My name is Jenny Kleiner and here you can read about my final thesis.
Here I am, ready for a rainy day at sea!
Halichoerus grypus is casing problems to the fishermen when taking
their catch and causing damages to the fishing gears. The problem is
most widespread in the middle and northern parts of the Baltic Sea where
the H. grypus is most abundant. In recent years the population has
recovered from a large decline due to hunting and diseases caused by
pollutants. The recovery has resulted in an increase of the seal inflicted
damages for the fisheries. The aim of this project was to investigate if H.
grypus uses above water stimuli to locate baited buoys, representing
fishing gears. The experiment was conducted in two areas along the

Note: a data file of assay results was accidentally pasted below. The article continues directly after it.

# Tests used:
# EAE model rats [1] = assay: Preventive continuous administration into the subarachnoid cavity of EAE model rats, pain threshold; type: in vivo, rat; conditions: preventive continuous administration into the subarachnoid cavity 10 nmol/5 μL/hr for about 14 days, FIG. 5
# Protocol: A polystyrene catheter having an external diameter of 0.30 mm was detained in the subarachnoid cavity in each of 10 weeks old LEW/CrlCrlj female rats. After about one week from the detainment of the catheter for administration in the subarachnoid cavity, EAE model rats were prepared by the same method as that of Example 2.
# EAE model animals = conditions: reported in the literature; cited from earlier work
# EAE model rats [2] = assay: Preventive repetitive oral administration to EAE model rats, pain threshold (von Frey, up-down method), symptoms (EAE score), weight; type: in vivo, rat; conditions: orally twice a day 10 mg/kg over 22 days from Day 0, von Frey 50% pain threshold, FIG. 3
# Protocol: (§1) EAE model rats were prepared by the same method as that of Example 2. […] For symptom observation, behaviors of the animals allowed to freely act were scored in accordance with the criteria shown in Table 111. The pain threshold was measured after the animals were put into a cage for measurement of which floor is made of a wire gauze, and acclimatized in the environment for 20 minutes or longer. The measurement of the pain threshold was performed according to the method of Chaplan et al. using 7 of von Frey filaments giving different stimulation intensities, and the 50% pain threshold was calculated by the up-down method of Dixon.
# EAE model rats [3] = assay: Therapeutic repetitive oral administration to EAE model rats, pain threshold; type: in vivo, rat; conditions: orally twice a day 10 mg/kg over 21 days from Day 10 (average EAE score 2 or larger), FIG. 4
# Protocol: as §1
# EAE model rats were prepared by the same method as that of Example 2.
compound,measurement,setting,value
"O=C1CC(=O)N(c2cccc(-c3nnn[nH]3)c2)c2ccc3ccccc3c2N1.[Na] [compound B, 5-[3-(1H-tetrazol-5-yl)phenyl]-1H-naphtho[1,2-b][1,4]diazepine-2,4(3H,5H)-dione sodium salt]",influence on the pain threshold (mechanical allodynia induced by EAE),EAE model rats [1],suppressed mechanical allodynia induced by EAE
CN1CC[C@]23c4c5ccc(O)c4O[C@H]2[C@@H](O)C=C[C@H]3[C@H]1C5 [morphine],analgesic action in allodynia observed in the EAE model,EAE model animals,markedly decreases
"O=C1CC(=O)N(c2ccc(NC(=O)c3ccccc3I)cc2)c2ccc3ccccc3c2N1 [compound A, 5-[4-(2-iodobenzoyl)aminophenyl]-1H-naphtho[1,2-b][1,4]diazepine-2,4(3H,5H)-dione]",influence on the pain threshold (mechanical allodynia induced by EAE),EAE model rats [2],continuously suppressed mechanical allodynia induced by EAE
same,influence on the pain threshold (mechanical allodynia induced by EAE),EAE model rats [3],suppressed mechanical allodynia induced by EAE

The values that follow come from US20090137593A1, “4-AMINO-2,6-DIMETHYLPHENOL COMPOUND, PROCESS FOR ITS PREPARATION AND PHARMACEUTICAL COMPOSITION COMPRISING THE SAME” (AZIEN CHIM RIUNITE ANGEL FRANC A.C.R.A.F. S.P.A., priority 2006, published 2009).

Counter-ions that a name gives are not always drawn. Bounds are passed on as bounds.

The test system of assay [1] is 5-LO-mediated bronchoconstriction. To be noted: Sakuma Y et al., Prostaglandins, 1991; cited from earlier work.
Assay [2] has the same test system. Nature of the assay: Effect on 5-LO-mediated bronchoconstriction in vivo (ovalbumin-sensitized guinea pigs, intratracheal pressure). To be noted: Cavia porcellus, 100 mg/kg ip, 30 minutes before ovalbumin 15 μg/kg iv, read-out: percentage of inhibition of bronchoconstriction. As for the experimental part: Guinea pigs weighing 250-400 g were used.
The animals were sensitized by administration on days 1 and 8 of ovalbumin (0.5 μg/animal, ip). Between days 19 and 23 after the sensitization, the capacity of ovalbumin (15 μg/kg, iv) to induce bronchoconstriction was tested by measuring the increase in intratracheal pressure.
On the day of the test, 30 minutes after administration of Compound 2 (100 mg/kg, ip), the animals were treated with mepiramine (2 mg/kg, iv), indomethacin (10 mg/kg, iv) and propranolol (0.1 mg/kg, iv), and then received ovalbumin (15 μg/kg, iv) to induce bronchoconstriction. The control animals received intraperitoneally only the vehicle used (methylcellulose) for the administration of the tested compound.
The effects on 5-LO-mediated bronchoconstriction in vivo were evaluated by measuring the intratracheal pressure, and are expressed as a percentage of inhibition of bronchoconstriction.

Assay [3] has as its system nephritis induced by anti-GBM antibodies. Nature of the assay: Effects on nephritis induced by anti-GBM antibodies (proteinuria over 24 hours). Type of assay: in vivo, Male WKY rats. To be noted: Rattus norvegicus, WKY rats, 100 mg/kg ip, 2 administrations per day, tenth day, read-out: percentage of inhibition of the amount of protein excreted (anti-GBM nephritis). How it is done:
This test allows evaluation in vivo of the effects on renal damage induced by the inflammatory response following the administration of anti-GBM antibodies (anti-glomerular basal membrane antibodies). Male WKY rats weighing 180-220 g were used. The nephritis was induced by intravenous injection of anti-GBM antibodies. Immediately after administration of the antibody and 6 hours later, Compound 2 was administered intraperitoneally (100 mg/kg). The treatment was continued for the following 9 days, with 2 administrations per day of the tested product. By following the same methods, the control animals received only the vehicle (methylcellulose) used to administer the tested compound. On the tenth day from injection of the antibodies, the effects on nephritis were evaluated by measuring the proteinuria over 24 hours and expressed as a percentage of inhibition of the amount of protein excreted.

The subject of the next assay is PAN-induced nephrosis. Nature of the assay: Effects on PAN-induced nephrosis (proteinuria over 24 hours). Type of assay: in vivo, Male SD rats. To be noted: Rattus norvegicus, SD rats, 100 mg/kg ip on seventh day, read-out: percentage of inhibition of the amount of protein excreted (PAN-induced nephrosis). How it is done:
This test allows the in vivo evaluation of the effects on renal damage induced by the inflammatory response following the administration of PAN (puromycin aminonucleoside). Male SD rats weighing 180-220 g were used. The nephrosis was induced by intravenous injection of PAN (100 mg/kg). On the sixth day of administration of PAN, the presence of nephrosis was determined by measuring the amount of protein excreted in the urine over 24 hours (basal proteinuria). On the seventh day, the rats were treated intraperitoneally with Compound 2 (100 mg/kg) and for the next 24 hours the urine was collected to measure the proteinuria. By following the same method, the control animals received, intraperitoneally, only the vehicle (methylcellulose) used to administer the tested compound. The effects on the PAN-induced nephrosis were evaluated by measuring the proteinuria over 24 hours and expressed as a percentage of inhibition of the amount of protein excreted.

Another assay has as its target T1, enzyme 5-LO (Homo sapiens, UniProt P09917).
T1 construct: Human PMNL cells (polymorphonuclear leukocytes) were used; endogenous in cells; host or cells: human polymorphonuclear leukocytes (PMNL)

Swedish east coast. Four different types of buoys were used, and it was
hypothesised that the number of encounters would increase with buoy
size. With this kind of knowledge it might be possible to develop new
fishing methods in order to decrease the catch and gear damages and also
decrease the number of seals drowned in fishing gears. Thirty-three
percent of the buoys were equipped with a camera to verify that it
actually was H. grypus that took the bait. The buoys were deployed in
suitable areas where seals were commonly seen. They buoys were
checked once a day and they were moved if the bait had been taken. The
result showed that the buoy size matters and larger buoys are more easily
discovered by seals.
Grey seal at Skansen Zoo
Responsible for this page: Agneta Johansson
Last updated: 06/21/05